“There’s no way we can keep this up,” said Arturo. “There are too many of them and they just keep coming. We need somewhere to rest, we need to regain our strength.”

“What would you suggest,” Nicyes said with a snarl. “They’ve done away with our means of getting back across the lake, and they know the island better than we do.”

“I don’t know how, but we can’t just keep fighting and fleeing as we’ve done up to this point. I might have an excuse, but you’ll all need to rest at some point. Even you, Nicyes. You aren’t invincible.”

“They’ve been coming at us with an almost reckless sense of, I don’t know, they don’t seem to care whether we wound or kill them,” said Alquis, who was speaking for the first time in several hours.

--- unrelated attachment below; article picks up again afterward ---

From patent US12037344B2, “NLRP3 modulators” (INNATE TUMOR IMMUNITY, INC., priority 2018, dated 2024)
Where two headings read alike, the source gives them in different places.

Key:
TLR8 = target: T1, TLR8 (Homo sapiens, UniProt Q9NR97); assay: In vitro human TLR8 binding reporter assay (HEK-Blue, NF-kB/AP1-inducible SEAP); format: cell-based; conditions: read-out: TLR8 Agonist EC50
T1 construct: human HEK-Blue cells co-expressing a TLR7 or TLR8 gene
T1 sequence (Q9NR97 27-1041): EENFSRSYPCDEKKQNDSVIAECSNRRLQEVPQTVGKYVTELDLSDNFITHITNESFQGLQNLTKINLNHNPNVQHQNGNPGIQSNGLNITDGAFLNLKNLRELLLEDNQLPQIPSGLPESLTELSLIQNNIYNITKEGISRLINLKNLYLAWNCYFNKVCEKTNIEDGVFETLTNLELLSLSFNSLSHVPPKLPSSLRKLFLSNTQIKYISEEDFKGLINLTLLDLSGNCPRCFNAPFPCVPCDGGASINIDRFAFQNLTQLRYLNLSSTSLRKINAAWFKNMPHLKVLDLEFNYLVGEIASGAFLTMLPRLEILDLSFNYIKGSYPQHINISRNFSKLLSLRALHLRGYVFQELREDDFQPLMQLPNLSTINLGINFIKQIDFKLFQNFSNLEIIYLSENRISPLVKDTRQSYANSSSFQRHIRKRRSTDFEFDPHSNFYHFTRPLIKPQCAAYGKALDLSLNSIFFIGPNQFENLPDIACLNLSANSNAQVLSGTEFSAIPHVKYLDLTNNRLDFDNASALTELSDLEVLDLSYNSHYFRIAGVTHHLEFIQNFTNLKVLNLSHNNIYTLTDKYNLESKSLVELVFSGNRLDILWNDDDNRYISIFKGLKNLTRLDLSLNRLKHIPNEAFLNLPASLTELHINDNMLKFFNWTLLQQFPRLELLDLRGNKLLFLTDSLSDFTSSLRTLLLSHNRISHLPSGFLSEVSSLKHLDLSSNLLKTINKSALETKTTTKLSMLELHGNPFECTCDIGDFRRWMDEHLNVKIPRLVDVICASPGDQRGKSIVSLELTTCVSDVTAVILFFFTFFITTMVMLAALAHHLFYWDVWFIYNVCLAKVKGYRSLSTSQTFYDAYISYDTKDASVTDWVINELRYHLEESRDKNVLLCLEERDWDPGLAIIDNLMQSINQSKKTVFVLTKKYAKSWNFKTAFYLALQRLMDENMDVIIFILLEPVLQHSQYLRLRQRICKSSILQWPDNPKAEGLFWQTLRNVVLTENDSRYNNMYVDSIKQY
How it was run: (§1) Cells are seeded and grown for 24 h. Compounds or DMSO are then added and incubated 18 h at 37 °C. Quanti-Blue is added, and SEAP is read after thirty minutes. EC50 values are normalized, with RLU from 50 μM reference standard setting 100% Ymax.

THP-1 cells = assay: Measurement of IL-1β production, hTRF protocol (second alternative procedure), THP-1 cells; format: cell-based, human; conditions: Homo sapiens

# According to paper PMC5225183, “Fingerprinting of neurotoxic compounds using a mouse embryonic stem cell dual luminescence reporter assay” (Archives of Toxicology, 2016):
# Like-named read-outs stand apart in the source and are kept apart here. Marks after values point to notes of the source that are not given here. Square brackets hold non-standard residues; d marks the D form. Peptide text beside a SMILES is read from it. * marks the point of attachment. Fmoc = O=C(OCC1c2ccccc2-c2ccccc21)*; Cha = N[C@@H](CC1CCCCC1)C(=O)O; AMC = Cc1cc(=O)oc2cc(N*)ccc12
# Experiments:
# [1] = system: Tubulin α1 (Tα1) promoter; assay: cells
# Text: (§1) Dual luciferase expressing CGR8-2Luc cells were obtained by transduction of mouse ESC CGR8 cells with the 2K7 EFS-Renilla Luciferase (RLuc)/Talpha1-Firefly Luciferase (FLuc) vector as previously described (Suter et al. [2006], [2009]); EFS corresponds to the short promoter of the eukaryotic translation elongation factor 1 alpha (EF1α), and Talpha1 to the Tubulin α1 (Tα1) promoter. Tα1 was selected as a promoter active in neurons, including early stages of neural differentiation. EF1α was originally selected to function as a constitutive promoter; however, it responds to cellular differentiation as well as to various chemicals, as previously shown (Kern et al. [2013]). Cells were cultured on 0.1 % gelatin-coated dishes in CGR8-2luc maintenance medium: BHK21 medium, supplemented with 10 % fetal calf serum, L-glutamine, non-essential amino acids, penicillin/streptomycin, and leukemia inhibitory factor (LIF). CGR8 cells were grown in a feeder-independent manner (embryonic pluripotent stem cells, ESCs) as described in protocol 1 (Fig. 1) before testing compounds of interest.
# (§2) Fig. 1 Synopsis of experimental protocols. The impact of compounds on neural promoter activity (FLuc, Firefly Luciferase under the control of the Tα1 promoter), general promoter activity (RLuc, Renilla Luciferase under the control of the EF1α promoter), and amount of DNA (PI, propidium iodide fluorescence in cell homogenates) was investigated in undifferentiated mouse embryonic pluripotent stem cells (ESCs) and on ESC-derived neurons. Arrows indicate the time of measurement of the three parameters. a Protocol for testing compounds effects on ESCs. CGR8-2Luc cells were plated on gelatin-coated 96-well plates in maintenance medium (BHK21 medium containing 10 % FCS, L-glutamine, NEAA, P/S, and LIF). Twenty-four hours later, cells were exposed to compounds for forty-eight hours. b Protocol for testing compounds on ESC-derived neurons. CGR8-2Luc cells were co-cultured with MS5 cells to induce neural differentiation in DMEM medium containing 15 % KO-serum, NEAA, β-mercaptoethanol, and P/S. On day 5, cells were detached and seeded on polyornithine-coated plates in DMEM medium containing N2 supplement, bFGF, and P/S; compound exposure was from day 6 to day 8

“Aye,” said Mercer. “What’s your strategy, then?”

Three pairs of eye fixed on Arturo, who for once had nothing to offer when their attention was focused on him. He said the first thing that came to mind. “A trap. We ambush them.”

“How are we supposed to do that?” said Nicyes. “As I said, they clearly know the terrain better than we do. They could have been living here for all we know. And all the while, we were looking for trouble in the city–”

“Then we change something,” said Arturo. “If they know the island so well, we find some way to use that knowledge against them.”

“How are we supposed to do that?” asked Mercer. “If they’re the slightest bit suspicious, they’ll just avoid it and find some other way around.”

Alquis cleared his throat. “Then it would seem the trick,” he said, “would be in setting an obvious trap to trick them into falling into a second trap.”

“We don’t have time to set two traps!” said Nicyes. “They could be upon us at any moment!”

“If we only need the illusion of a trap,” said Alquis, “illusions are a specialty of mine.”